The End of Architecture? Networked Communities, Urban Transformation and Post-capitalist Landscapes

By Nick Dunn.

Published by Spaces and Flows: An International Journal of Urban and ExtraUrban Studies

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Through its commoditization and acquiescence to the demands of the market, architecture has increasingly become marginalized, if not circumvented, from its role as an aid to humanity and society. It is therefore proposed that if we are to consider the future transformation of our cities, then the communities within them must be given priority as stakeholders. The legibility of on-the-ground conditions and the communication of community needs and aspirations through collective intelligence will become ever-pressing concerns as the pressure for space and amenities in our cities increases in favour of late capitalist occupation and mobility rather than as shared resource for all. If, as both Fredric Jameson (1994) and, more recently, Mark Fisher (2009) have suggested, “it’s easier to imagine the end of the world than the end of capitalism”, then we need to fundamentally rethink the means through which we may achieve effective, adaptive and contingent political mobilization to positively alter the urban landscape. The potentially reformative power of data, ceded to the masses, may provide the necessary impetus toward a substantial restructuring of the city, but only if its systems are capable of negotiating the attendant issues of governance, antitrust policy and security measures. If we really are living in the end times of Žižek, we need to energetically and openly engage with the provision of a framework to evolve ‘intelligent terrain’ that is participatory and enabling. This paper therefore seeks to respond to the material and immaterial flows that constitute the contemporary urban condition in relation to its governance, communities and the (re)configuration of space.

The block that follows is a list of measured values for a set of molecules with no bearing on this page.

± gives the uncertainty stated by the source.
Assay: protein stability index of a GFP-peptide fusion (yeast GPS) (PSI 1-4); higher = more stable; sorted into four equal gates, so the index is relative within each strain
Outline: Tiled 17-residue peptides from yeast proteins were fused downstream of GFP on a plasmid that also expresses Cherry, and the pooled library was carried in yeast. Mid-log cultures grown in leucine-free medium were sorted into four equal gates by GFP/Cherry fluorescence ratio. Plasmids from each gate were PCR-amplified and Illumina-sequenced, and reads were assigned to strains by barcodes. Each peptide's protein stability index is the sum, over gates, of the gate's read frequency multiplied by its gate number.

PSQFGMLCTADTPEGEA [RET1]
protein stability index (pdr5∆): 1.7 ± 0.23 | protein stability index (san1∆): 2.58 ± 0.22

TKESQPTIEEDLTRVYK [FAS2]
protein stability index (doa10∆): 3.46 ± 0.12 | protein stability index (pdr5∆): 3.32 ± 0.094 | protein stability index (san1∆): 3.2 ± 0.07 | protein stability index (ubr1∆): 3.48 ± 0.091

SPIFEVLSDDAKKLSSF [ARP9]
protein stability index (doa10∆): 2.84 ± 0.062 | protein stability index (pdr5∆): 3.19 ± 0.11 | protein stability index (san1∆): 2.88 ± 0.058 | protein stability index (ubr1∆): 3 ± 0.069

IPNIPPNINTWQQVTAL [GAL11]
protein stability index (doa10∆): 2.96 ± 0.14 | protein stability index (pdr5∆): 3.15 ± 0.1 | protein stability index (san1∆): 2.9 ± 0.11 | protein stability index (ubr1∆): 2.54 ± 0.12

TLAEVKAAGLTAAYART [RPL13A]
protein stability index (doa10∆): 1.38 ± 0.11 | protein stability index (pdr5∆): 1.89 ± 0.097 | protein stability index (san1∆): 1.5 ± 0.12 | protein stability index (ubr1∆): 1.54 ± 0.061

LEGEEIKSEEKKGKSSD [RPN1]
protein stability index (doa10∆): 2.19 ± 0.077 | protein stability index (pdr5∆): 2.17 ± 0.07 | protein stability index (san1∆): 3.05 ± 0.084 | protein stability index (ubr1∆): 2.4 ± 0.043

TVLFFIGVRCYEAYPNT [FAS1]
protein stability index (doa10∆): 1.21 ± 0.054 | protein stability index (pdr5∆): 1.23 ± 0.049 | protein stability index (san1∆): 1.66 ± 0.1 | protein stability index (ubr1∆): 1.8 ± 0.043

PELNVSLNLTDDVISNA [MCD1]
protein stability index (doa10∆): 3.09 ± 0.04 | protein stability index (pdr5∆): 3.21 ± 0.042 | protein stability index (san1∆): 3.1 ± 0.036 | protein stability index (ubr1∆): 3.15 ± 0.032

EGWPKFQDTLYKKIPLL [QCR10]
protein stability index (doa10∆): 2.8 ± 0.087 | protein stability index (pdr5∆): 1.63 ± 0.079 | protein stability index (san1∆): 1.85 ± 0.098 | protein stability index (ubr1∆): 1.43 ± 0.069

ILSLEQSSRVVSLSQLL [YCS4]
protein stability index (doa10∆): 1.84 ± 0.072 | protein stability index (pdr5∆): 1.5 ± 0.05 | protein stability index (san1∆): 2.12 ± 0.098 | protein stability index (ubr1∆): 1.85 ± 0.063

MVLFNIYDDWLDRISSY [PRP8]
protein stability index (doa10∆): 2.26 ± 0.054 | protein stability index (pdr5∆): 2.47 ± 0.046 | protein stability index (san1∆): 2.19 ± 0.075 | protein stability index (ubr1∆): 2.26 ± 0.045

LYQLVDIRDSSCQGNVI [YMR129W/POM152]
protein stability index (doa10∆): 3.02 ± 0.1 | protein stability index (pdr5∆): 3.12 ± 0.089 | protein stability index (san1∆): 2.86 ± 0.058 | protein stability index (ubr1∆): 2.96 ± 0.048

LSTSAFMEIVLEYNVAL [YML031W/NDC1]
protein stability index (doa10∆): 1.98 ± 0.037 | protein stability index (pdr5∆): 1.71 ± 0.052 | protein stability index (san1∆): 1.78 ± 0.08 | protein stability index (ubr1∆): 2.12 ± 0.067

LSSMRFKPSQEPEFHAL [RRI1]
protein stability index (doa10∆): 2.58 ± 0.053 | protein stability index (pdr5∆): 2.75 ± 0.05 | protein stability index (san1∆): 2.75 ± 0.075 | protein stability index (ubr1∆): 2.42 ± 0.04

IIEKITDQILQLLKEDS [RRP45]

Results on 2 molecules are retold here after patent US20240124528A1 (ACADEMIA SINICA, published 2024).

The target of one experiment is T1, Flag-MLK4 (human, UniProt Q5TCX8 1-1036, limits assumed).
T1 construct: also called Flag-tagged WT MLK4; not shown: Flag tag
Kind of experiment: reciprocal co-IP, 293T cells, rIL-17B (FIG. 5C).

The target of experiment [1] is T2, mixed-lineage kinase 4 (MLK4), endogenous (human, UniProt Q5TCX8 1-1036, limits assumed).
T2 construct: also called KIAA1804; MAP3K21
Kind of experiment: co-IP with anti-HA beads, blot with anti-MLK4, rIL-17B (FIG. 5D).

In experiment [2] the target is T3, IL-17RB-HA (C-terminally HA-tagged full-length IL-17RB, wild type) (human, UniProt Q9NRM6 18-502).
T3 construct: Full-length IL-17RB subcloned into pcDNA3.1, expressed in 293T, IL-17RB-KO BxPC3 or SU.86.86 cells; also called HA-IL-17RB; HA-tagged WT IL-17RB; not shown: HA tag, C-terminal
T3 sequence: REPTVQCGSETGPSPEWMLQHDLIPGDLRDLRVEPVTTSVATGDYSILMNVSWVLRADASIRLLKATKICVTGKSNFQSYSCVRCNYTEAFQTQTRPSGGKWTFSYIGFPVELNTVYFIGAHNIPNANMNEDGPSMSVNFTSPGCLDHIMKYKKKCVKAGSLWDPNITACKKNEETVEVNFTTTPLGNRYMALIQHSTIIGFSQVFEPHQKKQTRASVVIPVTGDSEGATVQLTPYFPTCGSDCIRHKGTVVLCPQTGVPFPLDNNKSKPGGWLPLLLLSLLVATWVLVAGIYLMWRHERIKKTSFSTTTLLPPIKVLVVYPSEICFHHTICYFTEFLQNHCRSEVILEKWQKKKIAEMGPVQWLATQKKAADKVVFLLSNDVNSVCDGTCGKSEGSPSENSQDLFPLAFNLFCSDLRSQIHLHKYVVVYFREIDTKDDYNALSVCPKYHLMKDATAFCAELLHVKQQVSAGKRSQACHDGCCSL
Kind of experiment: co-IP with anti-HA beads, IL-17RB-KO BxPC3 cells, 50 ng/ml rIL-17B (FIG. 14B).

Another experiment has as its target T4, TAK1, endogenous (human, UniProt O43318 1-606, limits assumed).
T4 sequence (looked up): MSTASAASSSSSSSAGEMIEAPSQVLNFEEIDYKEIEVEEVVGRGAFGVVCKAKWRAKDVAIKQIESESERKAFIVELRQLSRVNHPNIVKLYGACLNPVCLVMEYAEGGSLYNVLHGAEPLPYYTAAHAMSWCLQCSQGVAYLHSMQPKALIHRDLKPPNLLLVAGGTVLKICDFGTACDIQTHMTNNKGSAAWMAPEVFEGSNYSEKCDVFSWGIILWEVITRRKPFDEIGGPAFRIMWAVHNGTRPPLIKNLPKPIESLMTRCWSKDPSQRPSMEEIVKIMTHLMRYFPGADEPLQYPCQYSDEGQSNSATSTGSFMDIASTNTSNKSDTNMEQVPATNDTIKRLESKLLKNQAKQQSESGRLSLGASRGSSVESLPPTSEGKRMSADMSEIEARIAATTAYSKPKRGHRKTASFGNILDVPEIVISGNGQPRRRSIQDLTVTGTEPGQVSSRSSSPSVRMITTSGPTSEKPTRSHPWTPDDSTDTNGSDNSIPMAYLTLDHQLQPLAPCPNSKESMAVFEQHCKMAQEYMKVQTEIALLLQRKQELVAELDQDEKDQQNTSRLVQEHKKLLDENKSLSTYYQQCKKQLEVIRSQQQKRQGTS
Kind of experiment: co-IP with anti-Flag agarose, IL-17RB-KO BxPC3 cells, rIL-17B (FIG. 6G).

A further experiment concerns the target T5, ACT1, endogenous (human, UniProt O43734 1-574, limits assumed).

Keywords: Architecture, Communities, Governance, Local, Material and Immaterial Flows, Post-capitalist Landscapes, Urbanism

Spaces and Flows: An International Journal of Urban and ExtraUrban Studies, Volume 3, Issue 2, pp.67-75. Article: Print (Spiral Bound). Article: Electronic (PDF File; 248.368KB).

Prof. Nick Dunn

Principal Lecturer, Architecture, Manchester School of Architecture, Manchester, Lancashire, UK

Nick Dunn is an Author, Principal Lecturer and Director of Studies for the MArch Master of Architecture programme at the Manchester School of Architecture. He is co-director of the [Re_Map] atelier, whose research is concerned with the mapping and representation of urban networks, data and conditions. His books include, Digital Fabrication in Architecture (Laurence King, 2012) and the co-authored Urban Maps: Instruments of Narrative and Interpretation in the City (Ashgate, 2011). His primary research interests are in the fields of visualization, modelling, mapping, representation in architecture, infrastructure, post-industrial landscapes and urbanism. His work responds to the contemporary city as a series of systems, flows and processes, and is explored through experimentation and discourse addressing the nature of urban space: its perception, demarcation and appropriation.